In 1990, Imevisión collapsed the 7 and 13 national networks into one, retaining the stronger channel 13 branding. At this time, the first of two attempts to privatize Imevisión was made, meeting with no bidders.
In 1993, the administration of Carlos Salinas de Gortari auctioned off Imevisión and some other government-owned media ventures in various packages. Radio Televisión del Centro, headed by electronics store owner Ricardo Salinas Pliego, bought all of the TV stations. The result was the creation of Televisión Azteca, which took its name from the holding company created for the largest of the packages: the Red Nacional 13, including XHDF.
Azteca Trece is the home of most of TV Azteca's domestic output, especially telenovelas, entertainment programs, and news.
Azteca Trece features two entertainment programs on its weekday schedule. Its morning show, Venga la Alegría, airs from 7:55 to 11am and competes against similar offerings from Las Estrellas and Imagen Televisión. An afternoon show, Ventaneando, is more focused on entertainment news.
Azteca Trece airs three editions of Hechos (Facts), Azteca's primary newscast, in the morning, at lunchtime and at 9pm. All three beat Televisa's competing newscasts in the ratings in September 2016.
AZ Mundo (Azteca 13 Internacional)
The network also operates an international version of Azteca Trece as AZ Mundo (formerly Azteca 13 Internacional), reaching 13 countries in North, Central and South America. On July 15, 2004, the CRTC in Canada denied a request for Azteca 13 Internacional to be broadcast via digital cable and satellite. However, a second subsequent request was approved on January 20, 2006. On September 15, 2015, Azteca 13 International was renamed AZ Mundo. The channel is available in Canada on Rogers Digital Cable, Vidéotron & Bell Fibe TV.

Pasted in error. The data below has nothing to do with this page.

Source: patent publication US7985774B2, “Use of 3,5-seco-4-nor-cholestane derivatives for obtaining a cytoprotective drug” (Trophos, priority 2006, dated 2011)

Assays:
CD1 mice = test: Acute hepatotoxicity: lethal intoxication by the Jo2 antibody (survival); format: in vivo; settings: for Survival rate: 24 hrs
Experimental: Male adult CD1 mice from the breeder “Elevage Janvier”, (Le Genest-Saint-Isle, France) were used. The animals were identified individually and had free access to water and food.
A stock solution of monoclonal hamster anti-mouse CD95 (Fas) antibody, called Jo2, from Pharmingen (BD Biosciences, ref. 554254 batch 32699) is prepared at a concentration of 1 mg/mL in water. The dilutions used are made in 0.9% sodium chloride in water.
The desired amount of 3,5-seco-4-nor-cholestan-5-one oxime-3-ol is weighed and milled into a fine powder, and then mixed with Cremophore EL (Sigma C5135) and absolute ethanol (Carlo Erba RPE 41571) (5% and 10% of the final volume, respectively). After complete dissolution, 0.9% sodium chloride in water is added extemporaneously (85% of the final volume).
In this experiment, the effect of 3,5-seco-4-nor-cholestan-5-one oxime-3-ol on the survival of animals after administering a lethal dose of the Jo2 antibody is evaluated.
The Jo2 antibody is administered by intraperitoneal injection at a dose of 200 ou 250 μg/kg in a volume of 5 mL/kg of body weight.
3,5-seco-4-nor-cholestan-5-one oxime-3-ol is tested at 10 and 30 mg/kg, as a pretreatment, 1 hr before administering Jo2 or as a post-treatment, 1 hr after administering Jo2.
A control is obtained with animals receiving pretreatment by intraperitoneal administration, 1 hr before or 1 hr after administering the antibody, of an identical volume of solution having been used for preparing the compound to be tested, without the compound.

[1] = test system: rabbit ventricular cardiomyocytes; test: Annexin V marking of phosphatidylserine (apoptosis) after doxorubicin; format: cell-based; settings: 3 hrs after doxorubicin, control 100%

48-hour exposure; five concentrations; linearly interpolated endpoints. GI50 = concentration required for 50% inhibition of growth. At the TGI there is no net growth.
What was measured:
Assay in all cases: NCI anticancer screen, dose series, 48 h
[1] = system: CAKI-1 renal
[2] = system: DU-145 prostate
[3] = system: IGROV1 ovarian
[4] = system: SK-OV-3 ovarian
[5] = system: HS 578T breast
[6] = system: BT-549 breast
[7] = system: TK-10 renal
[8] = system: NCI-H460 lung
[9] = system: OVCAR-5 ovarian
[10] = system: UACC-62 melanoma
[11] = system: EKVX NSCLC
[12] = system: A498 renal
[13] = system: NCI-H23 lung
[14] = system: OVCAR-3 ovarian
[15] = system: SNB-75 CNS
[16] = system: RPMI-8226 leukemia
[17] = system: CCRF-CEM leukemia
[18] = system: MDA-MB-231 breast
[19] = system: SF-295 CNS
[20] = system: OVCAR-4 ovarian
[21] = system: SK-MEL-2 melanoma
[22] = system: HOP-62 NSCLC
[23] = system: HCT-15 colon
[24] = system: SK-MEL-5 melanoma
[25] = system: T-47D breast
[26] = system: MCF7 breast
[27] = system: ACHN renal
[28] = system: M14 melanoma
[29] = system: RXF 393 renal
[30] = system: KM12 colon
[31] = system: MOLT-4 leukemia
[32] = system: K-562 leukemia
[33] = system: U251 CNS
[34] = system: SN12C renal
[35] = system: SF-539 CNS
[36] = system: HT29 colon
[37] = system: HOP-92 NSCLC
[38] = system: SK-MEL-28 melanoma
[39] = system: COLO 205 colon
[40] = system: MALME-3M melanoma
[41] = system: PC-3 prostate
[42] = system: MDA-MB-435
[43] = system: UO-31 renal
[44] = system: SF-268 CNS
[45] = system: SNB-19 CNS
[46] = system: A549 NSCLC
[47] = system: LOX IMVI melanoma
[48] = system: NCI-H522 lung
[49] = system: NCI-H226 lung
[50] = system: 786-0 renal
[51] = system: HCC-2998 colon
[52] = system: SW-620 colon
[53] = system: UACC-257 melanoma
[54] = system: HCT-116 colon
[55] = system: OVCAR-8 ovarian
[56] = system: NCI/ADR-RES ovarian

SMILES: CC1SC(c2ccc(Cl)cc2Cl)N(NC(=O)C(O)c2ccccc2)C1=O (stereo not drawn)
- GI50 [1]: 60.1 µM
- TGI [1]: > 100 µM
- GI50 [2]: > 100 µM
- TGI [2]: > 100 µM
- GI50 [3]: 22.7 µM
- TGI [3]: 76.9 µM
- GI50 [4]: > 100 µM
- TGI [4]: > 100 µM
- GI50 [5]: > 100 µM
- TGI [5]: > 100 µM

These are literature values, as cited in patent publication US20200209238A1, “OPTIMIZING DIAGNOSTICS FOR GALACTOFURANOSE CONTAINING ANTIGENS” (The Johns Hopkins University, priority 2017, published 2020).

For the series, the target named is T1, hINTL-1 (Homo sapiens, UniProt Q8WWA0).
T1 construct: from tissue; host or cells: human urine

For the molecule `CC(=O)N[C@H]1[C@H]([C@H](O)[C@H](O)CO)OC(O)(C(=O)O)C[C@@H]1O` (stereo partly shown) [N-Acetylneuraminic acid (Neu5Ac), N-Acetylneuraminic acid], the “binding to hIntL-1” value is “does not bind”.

Azteca Trece transmitters
As part of the national virtual channel realignment of October 2016, Azteca Trece, including in Mexico City, moved from channel 13 to channel 1. The move allowed it to leapfrog Las Estrellas, its primary competitor, which remained on channel 2.
- Rafael Ahumada Barajas (1997). "El Papel del Estado Mexicano como Emisor Televisivo". Universidad Nacional Autónoma de México. p. 24. ISBN 968-36-5995-0. Retrieved 1 February 2017.
- Posada García, Miriam (22 September 2016). "Superan en rating los noticieros de Tv Azteca a los de Televisa". La Jornada. Retrieved 28 January 2017.
- "Broadcasting Public Notice CRTC 2004-50". 15 July 2004. Retrieved 1 February 2017.
- "Broadcasting Public Notice CRTC 2006-8". 20 January 2006. Retrieved 1 February 2017.
- "Broadcasting Regulatory Policy CRTC 2016-34". 1 February 2016. Retrieved 1 February 2017.
- Instituto Federal de Telecomunicaciones. Listado de Canales Virtuales. Last modified 2017-02-09. Retrieved 2017-01-28.
- Instituto Federal de Telecomunicaciones. Infraestructura de Estaciones de TV. Last modified 2016-03-31. Retrieved 2017-01-28.
- Official website (Spanish)